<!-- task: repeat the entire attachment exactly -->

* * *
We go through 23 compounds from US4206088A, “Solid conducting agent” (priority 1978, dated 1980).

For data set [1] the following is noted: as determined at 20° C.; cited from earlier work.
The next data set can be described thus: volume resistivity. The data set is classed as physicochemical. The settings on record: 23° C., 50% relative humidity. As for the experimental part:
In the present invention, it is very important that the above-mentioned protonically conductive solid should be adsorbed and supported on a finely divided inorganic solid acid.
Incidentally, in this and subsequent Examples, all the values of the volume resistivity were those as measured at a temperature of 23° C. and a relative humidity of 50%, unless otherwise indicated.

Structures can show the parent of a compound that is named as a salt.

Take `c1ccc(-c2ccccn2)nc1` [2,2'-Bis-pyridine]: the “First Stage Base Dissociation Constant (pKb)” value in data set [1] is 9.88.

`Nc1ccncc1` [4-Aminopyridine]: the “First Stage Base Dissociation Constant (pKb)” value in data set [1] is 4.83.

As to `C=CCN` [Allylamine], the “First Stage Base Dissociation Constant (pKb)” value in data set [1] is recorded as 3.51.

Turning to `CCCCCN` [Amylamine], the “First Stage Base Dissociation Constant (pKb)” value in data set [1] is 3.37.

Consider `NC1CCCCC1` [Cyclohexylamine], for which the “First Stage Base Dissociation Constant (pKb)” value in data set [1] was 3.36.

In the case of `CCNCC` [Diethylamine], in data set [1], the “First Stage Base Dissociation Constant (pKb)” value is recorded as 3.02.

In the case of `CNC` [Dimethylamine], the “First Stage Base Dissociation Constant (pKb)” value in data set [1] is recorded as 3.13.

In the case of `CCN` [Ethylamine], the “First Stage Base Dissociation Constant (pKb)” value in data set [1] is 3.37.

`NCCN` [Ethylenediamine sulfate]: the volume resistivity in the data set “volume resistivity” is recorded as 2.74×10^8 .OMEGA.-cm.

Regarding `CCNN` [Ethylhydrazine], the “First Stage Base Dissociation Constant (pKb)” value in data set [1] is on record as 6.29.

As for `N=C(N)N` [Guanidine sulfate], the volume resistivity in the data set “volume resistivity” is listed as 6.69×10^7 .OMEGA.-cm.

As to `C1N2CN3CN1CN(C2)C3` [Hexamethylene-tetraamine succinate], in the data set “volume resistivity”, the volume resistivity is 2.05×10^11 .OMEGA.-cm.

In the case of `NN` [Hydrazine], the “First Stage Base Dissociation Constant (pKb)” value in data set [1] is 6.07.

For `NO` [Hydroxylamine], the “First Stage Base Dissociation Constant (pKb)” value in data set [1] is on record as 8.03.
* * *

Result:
We go through 23 compounds from US4206088A, “Solid conducting agent” (priority 1978, dated 1980).

For data set [1] the following is noted: as determined at 20° C.; cited from earlier work.
The next data set can be described thus: volume resistivity. The data set is classed as physicochemical. The settings on record: 23° C., 50% relative humidity. As for the experimental part:
In the present invention, it is very important that the above-mentioned protonically conductive solid should be adsorbed and supported on a finely divided inorganic solid acid.
Incidentally, in this and subsequent Examples, all the values of the volume resistivity were those as measured at a temperature of 23° C. and a relative humidity of 50%, unless otherwise indicated.

Structures can show the parent of a compound that is named as a salt.

Take `c1ccc(-c2ccccn2)nc1` [2,2'-Bis-pyridine]: the “First Stage Base Dissociation Constant (pKb)” value in data set [1] is 9.88.

`Nc1ccncc1` [4-Aminopyridine]: the “First Stage Base Dissociation Constant (pKb)” value in data set [1] is 4.83.

As to `C=CCN` [Allylamine], the “First Stage Base Dissociation Constant (pKb)” value in data set [1] is recorded as 3.51.

Turning to `CCCCCN` [Amylamine], the “First Stage Base Dissociation Constant (pKb)” value in data set [1] is 3.37.

Consider `NC1CCCCC1` [Cyclohexylamine], for which the “First Stage Base Dissociation Constant (pKb)” value in data set [1] was 3.36.

In the case of `CCNCC` [Diethylamine], in data set [1], the “First Stage Base Dissociation Constant (pKb)” value is recorded as 3.02.

In the case of `CNC` [Dimethylamine], the “First Stage Base Dissociation Constant (pKb)” value in data set [1] is recorded as 3.13.

In the case of `CCN` [Ethylamine], the “First Stage Base Dissociation Constant (pKb)” value in data set [1] is 3.37.

`NCCN` [Ethylenediamine sulfate]: the volume resistivity in the data set “volume resistivity” is recorded as 2.74×10^8 .OMEGA.-cm.

Regarding `CCNN` [Ethylhydrazine], the “First Stage Base Dissociation Constant (pKb)” value in data set [1] is on record as 6.29.

As for `N=C(N)N` [Guanidine sulfate], the volume resistivity in the data set “volume resistivity” is listed as 6.69×10^7 .OMEGA.-cm.

As to `C1N2CN3CN1CN(C2)C3` [Hexamethylene-tetraamine succinate], in the data set “volume resistivity”, the volume resistivity is 2.05×10^11 .OMEGA.-cm.

In the case of `NN` [Hydrazine], the “First Stage Base Dissociation Constant (pKb)” value in data set [1] is 6.07.

For `NO` [Hydroxylamine], the “First Stage Base Dissociation Constant (pKb)” value in data set [1] is on record as 8.03.